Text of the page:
Environmental groups’ attempts to get a firmer handle on that pollution suffered a setback March 20 when the Supreme Court supported the Environmental Protection Agency’s decision to not regulate logging-road runoff as “point-source” industrial pollution under the Clean Water Act. Bringing that law to bear could have led to much stricter monitoring and water-quality standards and no-cut buffer zones around streams, among other measures.
As Josh Zaffos reported for HCN last summer,
since 1976, the law has exempted forestry's "natural runoff" as "nonpoint source" or dispersed pollution, allowing states to develop their own forestry guidelines to deal with such matters. (But some) court rulings over the decades have contradicted the exemption and considered forest-road runoff as direct, or "point source" pollution, which the EPA is explicitly required to regulate. And because the states and many rural counties rely on timber revenue to fund schools and other public services, (says environmental lawyer Chris Winter of the Portland-based, nonprofit Crag Law Center), they often do a less-than-thorough job dealing with runoff pollution themselves.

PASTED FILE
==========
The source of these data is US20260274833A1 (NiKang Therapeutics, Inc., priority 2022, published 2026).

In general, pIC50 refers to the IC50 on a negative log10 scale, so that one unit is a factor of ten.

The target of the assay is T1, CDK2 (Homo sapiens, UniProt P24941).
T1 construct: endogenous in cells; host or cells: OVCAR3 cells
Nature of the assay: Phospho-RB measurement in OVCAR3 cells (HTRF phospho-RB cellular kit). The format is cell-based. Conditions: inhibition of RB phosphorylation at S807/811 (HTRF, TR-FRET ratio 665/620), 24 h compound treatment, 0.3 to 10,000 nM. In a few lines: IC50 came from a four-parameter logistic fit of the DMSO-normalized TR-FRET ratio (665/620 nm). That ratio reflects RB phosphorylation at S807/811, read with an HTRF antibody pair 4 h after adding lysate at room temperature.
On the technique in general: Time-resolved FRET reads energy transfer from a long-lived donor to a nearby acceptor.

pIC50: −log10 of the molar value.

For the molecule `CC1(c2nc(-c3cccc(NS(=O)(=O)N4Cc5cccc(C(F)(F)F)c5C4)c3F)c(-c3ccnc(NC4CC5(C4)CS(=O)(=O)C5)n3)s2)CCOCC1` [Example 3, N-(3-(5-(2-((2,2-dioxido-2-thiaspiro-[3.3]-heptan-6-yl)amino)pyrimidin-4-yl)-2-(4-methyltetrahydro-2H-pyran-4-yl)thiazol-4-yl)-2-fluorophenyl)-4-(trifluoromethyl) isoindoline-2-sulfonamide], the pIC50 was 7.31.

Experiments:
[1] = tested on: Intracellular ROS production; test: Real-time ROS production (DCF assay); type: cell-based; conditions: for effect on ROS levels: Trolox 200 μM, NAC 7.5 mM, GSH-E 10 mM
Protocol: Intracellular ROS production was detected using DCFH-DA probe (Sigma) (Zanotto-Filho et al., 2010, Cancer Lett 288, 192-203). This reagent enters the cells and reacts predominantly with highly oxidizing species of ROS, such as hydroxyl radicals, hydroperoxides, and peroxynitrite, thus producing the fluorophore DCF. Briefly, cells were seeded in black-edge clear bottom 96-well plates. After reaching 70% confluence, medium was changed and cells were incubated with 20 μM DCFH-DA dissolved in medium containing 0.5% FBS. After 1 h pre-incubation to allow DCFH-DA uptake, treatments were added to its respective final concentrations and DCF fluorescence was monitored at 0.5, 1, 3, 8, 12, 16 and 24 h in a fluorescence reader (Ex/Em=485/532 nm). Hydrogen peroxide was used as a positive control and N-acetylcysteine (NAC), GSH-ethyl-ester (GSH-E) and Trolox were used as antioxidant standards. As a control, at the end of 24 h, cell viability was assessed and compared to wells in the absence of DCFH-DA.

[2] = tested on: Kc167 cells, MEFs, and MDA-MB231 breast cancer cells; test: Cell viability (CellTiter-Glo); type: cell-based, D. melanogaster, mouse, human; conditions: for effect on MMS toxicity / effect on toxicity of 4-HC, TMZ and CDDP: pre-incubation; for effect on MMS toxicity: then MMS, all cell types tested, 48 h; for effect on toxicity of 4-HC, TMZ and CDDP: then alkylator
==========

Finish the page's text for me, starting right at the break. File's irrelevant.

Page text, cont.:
After a particularly damaging storm in Oregon’s Tillamook State Forest in 2006, Winter’s group, some colleagues and the Northwest Environmental Defense Center sued the Oregon Department of Forestry and a handful of logging companies for violating the CWA, and argued that EPA should step in. In 2010 and 2011, the 9th Circuit Court of Appeals, which handles much of the West, agreed with them. A congressional moratorium temporarily held the EPA back from regulating the runoff in accordance with the court’s decision, but timber companies and 29 states came out against it.